Merck & Co., which yesterday had its unsecured debt rating cut one level by Moody’s Investors Service, plans to sell $6.5 billion of bonds in a six-part offering to fund share repurchases.
The drugmaker intends to issue $1.25 billion of 30-year notes that may pay 102 basis points more than similar-maturity Treasuries and $1.75 billion of 10-year bonds with a spread of 87 basis points, according to a person familiar with the offering who asked not to be identified, citing lack of authorization to speak publicly.
The deal also includes $1 billion portions of five-year debt yielding an extra 52 basis points, similar-maturity notes paying 36 basis points more than the London interbank offered rate, three-year securities with a spread of 32 basis points more than Treasuries and $500 million of similar-maturity floating debt paying 19 more than Libor, the person said.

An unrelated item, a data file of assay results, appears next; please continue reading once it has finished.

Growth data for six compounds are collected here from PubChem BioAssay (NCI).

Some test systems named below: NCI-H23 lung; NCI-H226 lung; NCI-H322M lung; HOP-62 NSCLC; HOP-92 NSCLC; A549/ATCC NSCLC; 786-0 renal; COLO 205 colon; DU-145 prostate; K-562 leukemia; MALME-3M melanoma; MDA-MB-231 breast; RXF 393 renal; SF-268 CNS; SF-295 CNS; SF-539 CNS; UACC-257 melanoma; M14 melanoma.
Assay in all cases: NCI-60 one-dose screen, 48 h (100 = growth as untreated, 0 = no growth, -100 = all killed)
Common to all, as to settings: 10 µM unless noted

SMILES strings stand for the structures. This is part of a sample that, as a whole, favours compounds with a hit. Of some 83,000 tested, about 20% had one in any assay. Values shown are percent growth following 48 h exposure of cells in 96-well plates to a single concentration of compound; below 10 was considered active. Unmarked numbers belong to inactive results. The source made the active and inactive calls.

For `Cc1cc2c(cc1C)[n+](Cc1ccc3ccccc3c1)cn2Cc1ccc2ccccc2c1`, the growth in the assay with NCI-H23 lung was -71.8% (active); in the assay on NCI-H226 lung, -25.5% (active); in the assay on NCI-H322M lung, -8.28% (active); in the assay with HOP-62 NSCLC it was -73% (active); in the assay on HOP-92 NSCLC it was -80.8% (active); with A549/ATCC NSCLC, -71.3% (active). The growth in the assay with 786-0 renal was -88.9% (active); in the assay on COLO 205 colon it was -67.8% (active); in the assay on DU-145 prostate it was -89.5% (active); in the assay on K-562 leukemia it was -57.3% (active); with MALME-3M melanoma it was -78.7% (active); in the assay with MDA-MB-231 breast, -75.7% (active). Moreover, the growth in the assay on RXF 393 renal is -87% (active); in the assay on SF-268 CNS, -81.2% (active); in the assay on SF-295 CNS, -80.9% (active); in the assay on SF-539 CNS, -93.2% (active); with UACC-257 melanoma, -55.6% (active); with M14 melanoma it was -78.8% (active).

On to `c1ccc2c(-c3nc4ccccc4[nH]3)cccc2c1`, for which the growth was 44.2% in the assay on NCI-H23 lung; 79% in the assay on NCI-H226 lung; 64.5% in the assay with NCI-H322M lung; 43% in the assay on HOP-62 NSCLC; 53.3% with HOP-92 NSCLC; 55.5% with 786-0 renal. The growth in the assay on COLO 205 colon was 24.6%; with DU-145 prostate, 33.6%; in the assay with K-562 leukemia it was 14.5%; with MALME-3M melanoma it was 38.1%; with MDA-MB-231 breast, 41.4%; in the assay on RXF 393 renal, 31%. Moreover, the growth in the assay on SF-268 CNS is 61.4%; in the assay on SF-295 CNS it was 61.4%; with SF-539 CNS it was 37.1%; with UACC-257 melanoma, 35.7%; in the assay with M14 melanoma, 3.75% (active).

A “substantial portion” of the proceeds will fund share repurchases that will reach about $7.5 billion over the next 12 months, Whitehouse Station, New Jersey-based Merck said today in a regulatory filing.
The company’s $1 billion of 2.4 percent bonds due September 2022 traded May 13 at 98.63 cents on the dollar to yield 2.57 percent, or 64.4 basis points more than similar-maturity Treasuries, according to Trace, the bond-price reporting system of the Financial Industry Regulatory Authority.
“Merck’s credit ratios will steadily weaken but remain solid as the company executes a $15 billion share repurchase program over the next several years,” Michael Levesque, an analyst at Moody’s, wrote yesterday in a report that lowered Merck’s debt that isn’t guaranteed by its Merck Sharp & Dohme unit to A2 from A1.
Shares of Merck, which has a market value of more than $140 billion, traded at $46.89 at 1:53 p.m. in New York. Libor, the rate at which banks say they can borrow in dollars from each other, was set at 0.274 percent today.